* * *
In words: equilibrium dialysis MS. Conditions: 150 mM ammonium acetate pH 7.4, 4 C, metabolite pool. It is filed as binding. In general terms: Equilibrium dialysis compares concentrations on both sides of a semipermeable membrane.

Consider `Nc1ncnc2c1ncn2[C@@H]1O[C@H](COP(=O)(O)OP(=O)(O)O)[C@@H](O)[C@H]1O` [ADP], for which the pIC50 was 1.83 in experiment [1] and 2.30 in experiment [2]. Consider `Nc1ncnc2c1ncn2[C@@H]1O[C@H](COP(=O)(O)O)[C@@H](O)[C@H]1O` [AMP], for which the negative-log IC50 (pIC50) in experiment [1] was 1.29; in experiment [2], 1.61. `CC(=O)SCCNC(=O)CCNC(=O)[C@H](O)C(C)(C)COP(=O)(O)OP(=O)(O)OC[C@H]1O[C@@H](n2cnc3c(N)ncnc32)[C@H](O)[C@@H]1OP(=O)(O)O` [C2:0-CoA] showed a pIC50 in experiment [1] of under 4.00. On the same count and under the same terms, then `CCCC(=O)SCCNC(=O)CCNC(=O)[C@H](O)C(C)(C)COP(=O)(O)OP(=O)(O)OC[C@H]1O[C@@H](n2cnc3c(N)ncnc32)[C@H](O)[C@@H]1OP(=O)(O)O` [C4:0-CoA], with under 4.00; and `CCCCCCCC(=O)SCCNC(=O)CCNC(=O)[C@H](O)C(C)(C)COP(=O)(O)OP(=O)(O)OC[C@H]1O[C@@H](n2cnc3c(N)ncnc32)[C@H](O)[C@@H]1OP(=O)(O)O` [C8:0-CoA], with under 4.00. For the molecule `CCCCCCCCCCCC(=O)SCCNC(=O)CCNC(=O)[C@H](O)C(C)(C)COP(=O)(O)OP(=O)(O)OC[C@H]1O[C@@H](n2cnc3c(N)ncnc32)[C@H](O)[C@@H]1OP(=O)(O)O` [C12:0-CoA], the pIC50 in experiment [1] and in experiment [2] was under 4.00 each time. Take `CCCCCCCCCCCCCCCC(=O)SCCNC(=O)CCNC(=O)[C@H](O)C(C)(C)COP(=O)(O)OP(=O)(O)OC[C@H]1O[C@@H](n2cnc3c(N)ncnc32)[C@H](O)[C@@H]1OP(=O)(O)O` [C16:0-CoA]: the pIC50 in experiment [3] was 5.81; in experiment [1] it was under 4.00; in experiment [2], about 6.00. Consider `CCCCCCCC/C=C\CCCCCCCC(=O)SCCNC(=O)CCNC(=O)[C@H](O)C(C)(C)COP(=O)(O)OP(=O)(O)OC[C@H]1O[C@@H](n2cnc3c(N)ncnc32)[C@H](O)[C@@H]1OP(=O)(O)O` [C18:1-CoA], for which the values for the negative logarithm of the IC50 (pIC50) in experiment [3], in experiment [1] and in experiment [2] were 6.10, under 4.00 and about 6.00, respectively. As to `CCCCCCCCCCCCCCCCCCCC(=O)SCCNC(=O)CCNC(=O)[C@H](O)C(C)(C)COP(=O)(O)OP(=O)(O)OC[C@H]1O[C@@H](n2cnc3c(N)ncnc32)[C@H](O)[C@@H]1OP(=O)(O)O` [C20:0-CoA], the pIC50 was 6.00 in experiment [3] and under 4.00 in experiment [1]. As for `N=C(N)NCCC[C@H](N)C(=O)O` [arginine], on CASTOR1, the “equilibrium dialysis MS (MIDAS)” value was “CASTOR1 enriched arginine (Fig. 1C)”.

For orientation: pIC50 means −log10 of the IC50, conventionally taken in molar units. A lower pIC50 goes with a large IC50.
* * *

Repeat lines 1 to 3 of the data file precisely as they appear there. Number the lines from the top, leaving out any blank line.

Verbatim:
In words: equilibrium dialysis MS. Conditions: 150 mM ammonium acetate pH 7.4, 4 C, metabolite pool. It is filed as binding. In general terms: Equilibrium dialysis compares concentrations on both sides of a semipermeable membrane.

Consider `Nc1ncnc2c1ncn2[C@@H]1O[C@H](COP(=O)(O)OP(=O)(O)O)[C@@H](O)[C@H]1O` [ADP], for which the pIC50 was 1.83 in experiment [1] and 2.30 in experiment [2]. Consider `Nc1ncnc2c1ncn2[C@@H]1O[C@H](COP(=O)(O)O)[C@@H](O)[C@H]1O` [AMP], for which the negative-log IC50 (pIC50) in experiment [1] was 1.29; in experiment [2], 1.61. `CC(=O)SCCNC(=O)CCNC(=O)[C@H](O)C(C)(C)COP(=O)(O)OP(=O)(O)OC[C@H]1O[C@@H](n2cnc3c(N)ncnc32)[C@H](O)[C@@H]1OP(=O)(O)O` [C2:0-CoA] showed a pIC50 in experiment [1] of under 4.00. On the same count and under the same terms, then `CCCC(=O)SCCNC(=O)CCNC(=O)[C@H](O)C(C)(C)COP(=O)(O)OP(=O)(O)OC[C@H]1O[C@@H](n2cnc3c(N)ncnc32)[C@H](O)[C@@H]1OP(=O)(O)O` [C4:0-CoA], with under 4.00; and `CCCCCCCC(=O)SCCNC(=O)CCNC(=O)[C@H](O)C(C)(C)COP(=O)(O)OP(=O)(O)OC[C@H]1O[C@@H](n2cnc3c(N)ncnc32)[C@H](O)[C@@H]1OP(=O)(O)O` [C8:0-CoA], with under 4.00. For the molecule `CCCCCCCCCCCC(=O)SCCNC(=O)CCNC(=O)[C@H](O)C(C)(C)COP(=O)(O)OP(=O)(O)OC[C@H]1O[C@@H](n2cnc3c(N)ncnc32)[C@H](O)[C@@H]1OP(=O)(O)O` [C12:0-CoA], the pIC50 in experiment [1] and in experiment [2] was under 4.00 each time. Take `CCCCCCCCCCCCCCCC(=O)SCCNC(=O)CCNC(=O)[C@H](O)C(C)(C)COP(=O)(O)OP(=O)(O)OC[C@H]1O[C@@H](n2cnc3c(N)ncnc32)[C@H](O)[C@@H]1OP(=O)(O)O` [C16:0-CoA]: the pIC50 in experiment [3] was 5.81; in experiment [1] it was under 4.00; in experiment [2], about 6.00. Consider `CCCCCCCC/C=C\CCCCCCCC(=O)SCCNC(=O)CCNC(=O)[C@H](O)C(C)(C)COP(=O)(O)OP(=O)(O)OC[C@H]1O[C@@H](n2cnc3c(N)ncnc32)[C@H](O)[C@@H]1OP(=O)(O)O` [C18:1-CoA], for which the values for the negative logarithm of the IC50 (pIC50) in experiment [3], in experiment [1] and in experiment [2] were 6.10, under 4.00 and about 6.00, respectively. As to `CCCCCCCCCCCCCCCCCCCC(=O)SCCNC(=O)CCNC(=O)[C@H](O)C(C)(C)COP(=O)(O)OP(=O)(O)OC[C@H]1O[C@@H](n2cnc3c(N)ncnc32)[C@H](O)[C@@H]1OP(=O)(O)O` [C20:0-CoA], the pIC50 was 6.00 in experiment [3] and under 4.00 in experiment [1]. As for `N=C(N)NCCC[C@H](N)C(=O)O` [arginine], on CASTOR1, the “equilibrium dialysis MS (MIDAS)” value was “CASTOR1 enriched arginine (Fig. 1C)”.

For orientation: pIC50 means −log10 of the IC50, conventionally taken in molar units. A lower pIC50 goes with a large IC50.